Stephen RosenbergCreativity and hard work are common in successful companies, but growth, innovation, and industry leadership take something more.

“We have a culture that is the fuel behind our drive and success. Everyone knows our mission is to help people. Everything we talk about is how we can help others, and that applies internally as well as externally,” says Stephen Rosenberg, founder and chief executive officer (CEO) of Greystone.

As CEO, Rosenberg is responsible for the coordination and management of corporate matters. He founded Greystone in 1988 as an independent investment banking firm and has since developed it into a mature commercial real estate investment firm with a national reputation as the No. 1 Department of Housing and Urban Development (HUD) lender to the health care sector (as well as multifamily). It’s hard to believe now that Rosenberg’s first office was in the back room of a friend’s music store.

But those early days came with some strong lessons. Rosenberg recalls, “I definitely learned that fear is a strong motivator. When you have a family to feed, there is no such thing as 9 to 5.” Rosenberg has never forgotten his early days and the lessons he learned as an entrepreneur. “Over the years, we’ve figured out how to do things that others aren’t focused on, and we’ve figured out a way to make things profitable,” he says.

A huge part of this is customer service, and Rosenberg and his team put customers’ interests first. “Their success is our success. Magic really happens when you put others’ interests in front of your own,” he says.

The Call of Culture

The company’s culture has supported and driven its business for decades, and it shapes the way they work every day. While Greystone has grown and evolved over the years, the company’s values haven’t changed, Rosenberg says. “Our culture remains the engine of our business. It is how we attract and retain the best talent and stand out from the competition.” He notes, “Culture is a big motivator and magnet for all good people, not just millennials.”

Four standards define how Greystone works, how the company connects with their customers, and how they engage with the community: integrity, excellence, entrepreneurship, and caring.

Greystone’s corporate culture actually is an extension of Rosenberg’s family’s beliefs and behaviors. He says, “Like many people, I was held to very high standards by my loving parents. Of utmost importance was treating others with respect and dignity, lifting others, and enhancing lives whenever the opportunity arose.”

He recalls that growing up, he and his father would go to the grocery store and buy groceries for older people and others in the area who were struggling. “The sensitivity and caring they showed for people, many of whom were strangers, had a real impact on me.”

Living the Culture

Rosenberg honored his family and the values they instilled in him by establishing the Murray & Sydell Rosenberg Foundation, Greystone’s philanthropic arm with a mission to alleviate suffering. The Foundation attempts to both identify and address the most acute needs of those who are otherwise disempowered and neglected. Areas of focus include humanitarian aid, education, community enhancement, and health care.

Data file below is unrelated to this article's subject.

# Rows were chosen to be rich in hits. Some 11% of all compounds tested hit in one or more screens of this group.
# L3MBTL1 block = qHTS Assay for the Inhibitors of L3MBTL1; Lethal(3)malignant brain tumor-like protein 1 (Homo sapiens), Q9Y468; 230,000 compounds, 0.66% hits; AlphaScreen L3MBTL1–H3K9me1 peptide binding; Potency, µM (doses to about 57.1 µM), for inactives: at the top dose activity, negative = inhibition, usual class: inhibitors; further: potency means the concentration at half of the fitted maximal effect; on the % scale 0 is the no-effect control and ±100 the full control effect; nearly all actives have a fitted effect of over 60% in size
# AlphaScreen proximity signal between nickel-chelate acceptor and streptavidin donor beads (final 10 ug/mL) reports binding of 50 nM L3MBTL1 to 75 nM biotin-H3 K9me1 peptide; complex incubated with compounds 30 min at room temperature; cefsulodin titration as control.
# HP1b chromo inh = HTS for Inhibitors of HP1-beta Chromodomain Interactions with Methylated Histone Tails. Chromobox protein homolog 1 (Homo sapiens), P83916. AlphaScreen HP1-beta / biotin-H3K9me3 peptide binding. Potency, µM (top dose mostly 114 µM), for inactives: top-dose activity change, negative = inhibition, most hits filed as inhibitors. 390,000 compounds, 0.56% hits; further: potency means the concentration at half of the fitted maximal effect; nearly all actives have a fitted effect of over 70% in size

“My deepest sense of satisfaction involves the thousands of lives we have impacted, the families in dire straits we’ve been able to help,” says Rosenberg. An important aspect of this, he stresses, is the ability to provide the help quietly and as respectfully as possible.

“We are all in this together,” he says. “I don’t believe the financial resources belong to me. I tell each family that we are honored to partner with them.” He adds, “I’m receiving so much more back than we give.”

Greystone’s Annual Day of Service is another way the organization lives its culture. This company-wide event reflects charity and camaraderie, two pillars of the company’s culture. Each year, Greystone offices close for one day so that employees can volunteer their time for a local cause. “This is a popular program. People are wired to help others. There is no greater pleasure than lending a hand to someone else,” Rosenberg says.

Doing good work quietly is important to Rosenberg. He says, “You’ll never see our name on a building or anything like that. We like to help in situations where people have run out of options and have nowhere else to turn.” If he has the ability to solve a problem, he’ll do it without the fanfare.

Changing Face of The Industry

Rosenberg and his team have been consistent in their efforts to serve customers and make a positive difference in the lives of people in need. But they have seen changes in the industry. For instance, he says, “Borrowers are somewhat more educated about debt products. People are better informed, which is good news. Knowledge is power.”

The challenges of the pandemic have been motivators for growth, Rosenberg suggests. “When the deck is being shuffled, you can’t rely on all the same old tricks. There are opportunities to leap forward with personal and professional growth.” This isn’t always easy. As he says, “Mixing things up can cause tremendous discomfort, but it’s also an opportunity for positive change. You need to face the challenges and think about how you can be better moving forward.”

Rosenberg is proud of his business success. “There is a competitive side to me,” he admits, adding, “I like to win, and I am very happy that we are the No. 1 commercial HUD lender in the country. I am proud of what we’ve accomplished, but nowhere near satisfied. There is much more we can do, and we’re excited about the opportunities for the future.”

Prior to joining Greystone, Stephen Rosenberg was a national director with Dean Witter Reynolds. He has a DMD degree from the University of Pennsylvania School of Dentistry and an MBA from the Wharton School. ​